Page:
Grade 1–8 completed

306 (37.5)

383 (36.8)

1.62 (1.15-2.27)*

Grade 9–12 completed

286 (35.1)

313 (36.8)

1.74 (1.21-2.50)

Above grade 12

94 (11.5)

80 (7.7)

2.16 (1.32-3.53)

Currently having partner/husband

   

No

257 (31.5)

536 (51.5)

1.00

Yes

558 (68.5)

504 (48.5)

0.46 (0.25-0.84)

Number of living children

   

0

384 (47.1)

174 (16.7)

1.00

1

301 (36.9)

304 (29.2)

0.34 (0.26-0.44)**

2

95 (11.7)

313 (30.1)

0.08 (0.06-0.11)

3+

35 (4.3)

249 (23.9)

0.30 (0.02-0.06)

ART use

   

ART- naïve

339 (41.6)

484 (46.5)

1.00

Receiving ART

476 (54.4)

556 (53.5)

1.26 (1.01-1.60)**

Partner tested #

   

Yes

466 (44)

398 (37)

1.00

No

53 (5)

51 (5)

0.8 (0.6-1.3)

I do not know

39 (4)

55 (5)

0.6 (0.4-0.9)*

# considers only those who have reported presence of partner =1062 * P value <0.05, **P value <0.001.

Marital status has also an association with fertility intension in with divorced were (AOR, 0.59 95% CI, 0.42 to 0.83) and widowed women (AOR; 0.26; 95% CI; 0.18 to 0.39), respectively had less fertility intention to that of single women. However, no significant association with fertility intention was found between married/cohabited and single women (AOR; 1.10, 95% CI; 0.34 to 1.41). Women who completed grade eight (AOR, 1.62, 95% CI; 1.15 to 2.27) and those who completed grade 12 and above were two times (AOR; 2.16; 95% CI; 1.32 to 3.53), respectively, were more likely to have future children than illiterate women.

Fertility intention also declines by number of children women have. The odds of fertility intention for women who have one child (AOR, 0.34, 95% CI, 0.26 to 0.44), women who have two children (AOR; 0.08, 95% CI, 0.06 to 0.11) and women with three or more children (AOR: 0.30, 95% CI; 0.02 to 0.06) than women with no children, respectively. HIV test of the partner has an association with fertility intention, women who do not know whether their partner have taken HIV test or not were less likely to report fertility intention (AOR, 0.44; 95% CI; 0.25 to 0.78) than women who knew the test of their partner, while women who are living with partner who did not test at all were equally likely to report fertility intention. The finding also reviled that women who have sexual relationship were less likely to report fertility intention (AOR, 0.46, 95% CI, 0.25 to 0.48) than women who did not report presence of sexual relationship with partners (Table 3).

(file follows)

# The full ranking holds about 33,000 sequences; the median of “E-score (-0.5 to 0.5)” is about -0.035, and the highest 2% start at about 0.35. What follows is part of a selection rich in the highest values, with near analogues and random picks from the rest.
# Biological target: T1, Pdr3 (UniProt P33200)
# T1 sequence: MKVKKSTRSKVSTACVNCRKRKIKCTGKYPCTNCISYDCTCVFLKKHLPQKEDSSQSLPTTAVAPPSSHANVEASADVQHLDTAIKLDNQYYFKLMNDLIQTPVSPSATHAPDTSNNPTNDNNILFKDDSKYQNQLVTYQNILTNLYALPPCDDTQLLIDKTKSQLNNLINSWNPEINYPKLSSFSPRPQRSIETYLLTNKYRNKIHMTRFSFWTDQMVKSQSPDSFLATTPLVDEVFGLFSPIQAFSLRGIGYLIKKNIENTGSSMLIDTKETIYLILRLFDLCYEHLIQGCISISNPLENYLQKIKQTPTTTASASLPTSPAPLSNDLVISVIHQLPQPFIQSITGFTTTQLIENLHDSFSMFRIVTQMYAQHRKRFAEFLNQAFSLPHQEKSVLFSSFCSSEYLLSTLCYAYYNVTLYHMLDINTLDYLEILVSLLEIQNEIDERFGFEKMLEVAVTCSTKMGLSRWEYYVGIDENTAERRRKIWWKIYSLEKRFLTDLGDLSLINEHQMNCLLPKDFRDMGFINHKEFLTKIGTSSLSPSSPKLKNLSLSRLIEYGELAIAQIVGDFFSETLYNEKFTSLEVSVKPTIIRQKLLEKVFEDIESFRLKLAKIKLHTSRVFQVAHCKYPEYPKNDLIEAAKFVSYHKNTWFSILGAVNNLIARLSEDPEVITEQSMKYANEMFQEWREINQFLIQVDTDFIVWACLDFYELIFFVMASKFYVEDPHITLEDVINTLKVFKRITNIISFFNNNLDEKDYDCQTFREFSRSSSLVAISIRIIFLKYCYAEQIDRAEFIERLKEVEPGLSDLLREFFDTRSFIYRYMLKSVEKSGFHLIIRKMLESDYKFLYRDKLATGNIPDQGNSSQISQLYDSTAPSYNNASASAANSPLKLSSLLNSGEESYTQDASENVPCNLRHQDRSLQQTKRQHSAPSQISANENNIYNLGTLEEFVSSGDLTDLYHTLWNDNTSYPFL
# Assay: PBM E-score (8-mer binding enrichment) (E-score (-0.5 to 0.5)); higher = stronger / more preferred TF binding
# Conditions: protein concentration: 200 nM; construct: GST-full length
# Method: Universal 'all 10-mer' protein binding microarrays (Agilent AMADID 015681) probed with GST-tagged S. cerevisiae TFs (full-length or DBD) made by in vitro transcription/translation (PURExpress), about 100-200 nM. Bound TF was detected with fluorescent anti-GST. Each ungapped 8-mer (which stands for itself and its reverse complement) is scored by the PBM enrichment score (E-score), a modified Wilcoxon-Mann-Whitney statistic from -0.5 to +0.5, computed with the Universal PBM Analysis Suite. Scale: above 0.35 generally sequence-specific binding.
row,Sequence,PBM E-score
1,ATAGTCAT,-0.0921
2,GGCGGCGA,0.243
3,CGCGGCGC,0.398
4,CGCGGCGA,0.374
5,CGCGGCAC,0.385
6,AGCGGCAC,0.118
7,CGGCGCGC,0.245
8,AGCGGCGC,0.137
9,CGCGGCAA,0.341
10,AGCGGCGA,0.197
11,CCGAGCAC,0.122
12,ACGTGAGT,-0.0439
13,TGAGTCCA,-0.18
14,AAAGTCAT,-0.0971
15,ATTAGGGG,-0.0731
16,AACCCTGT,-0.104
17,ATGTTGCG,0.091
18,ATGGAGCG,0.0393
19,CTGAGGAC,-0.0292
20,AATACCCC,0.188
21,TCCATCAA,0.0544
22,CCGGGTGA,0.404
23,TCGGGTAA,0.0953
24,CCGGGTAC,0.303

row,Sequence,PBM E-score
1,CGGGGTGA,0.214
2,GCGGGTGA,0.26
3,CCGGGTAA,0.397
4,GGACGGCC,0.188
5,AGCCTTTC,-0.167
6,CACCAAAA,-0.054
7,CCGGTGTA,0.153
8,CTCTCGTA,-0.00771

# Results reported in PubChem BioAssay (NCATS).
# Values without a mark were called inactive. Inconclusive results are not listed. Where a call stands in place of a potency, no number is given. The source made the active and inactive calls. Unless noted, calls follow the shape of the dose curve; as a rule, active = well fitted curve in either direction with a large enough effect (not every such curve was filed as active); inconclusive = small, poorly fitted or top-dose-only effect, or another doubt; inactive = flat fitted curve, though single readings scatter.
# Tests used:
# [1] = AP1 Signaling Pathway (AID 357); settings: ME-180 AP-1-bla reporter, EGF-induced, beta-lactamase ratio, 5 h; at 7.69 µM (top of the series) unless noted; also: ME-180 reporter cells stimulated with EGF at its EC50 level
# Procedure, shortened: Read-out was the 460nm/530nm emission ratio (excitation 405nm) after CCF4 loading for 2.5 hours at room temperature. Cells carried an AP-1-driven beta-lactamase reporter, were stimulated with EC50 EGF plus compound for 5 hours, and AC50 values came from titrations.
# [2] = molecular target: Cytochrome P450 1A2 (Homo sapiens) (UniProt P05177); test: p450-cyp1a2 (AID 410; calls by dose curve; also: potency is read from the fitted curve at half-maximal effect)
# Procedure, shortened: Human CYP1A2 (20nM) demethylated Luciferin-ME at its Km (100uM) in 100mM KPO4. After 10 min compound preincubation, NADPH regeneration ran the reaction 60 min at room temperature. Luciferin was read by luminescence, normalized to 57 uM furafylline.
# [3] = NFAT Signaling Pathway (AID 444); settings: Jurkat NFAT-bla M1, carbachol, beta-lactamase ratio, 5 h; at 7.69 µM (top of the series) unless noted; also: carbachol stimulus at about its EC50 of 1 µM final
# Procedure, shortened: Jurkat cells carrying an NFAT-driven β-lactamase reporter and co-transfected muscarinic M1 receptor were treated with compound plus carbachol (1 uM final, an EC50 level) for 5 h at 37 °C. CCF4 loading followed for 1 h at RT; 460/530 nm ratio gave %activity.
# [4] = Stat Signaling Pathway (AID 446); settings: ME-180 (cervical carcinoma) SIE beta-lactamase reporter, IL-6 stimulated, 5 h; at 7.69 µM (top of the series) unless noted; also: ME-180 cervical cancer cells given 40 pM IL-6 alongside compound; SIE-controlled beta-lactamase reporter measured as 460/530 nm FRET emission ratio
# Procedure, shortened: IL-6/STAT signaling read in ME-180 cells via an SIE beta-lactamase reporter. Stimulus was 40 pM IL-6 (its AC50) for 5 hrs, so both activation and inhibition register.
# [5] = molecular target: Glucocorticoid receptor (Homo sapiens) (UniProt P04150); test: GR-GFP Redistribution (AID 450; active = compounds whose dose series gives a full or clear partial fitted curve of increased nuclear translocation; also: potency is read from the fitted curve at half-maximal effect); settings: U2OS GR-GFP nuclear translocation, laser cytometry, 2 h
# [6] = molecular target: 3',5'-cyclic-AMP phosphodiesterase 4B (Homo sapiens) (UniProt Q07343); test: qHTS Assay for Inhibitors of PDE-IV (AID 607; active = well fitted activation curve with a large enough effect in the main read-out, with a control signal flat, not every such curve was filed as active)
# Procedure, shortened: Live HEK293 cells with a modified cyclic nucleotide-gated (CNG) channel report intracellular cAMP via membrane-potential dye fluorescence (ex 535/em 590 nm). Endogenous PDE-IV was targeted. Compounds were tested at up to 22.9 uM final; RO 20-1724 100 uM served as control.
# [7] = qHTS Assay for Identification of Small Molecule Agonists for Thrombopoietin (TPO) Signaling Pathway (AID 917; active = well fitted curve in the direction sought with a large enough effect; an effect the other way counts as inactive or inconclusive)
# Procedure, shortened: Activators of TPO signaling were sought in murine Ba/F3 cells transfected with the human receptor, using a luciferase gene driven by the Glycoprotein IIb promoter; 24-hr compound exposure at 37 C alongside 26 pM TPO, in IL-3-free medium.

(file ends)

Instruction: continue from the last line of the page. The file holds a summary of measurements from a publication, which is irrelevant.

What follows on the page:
Reasons to have children

There was a wide range of reasons why women intended to have additional children as shown in (Figure 1). Four hundred thirty seven (53%) women reported as a result of the presence of ART, followed by improvement of health condition 145 (18%). Other reasons mentioned were influence of husband/partner 70 (9%), like children as they are gift of God 41 (5%), advice of health workers 37 (4%), to reach ideal family size 34 (4%) and the like.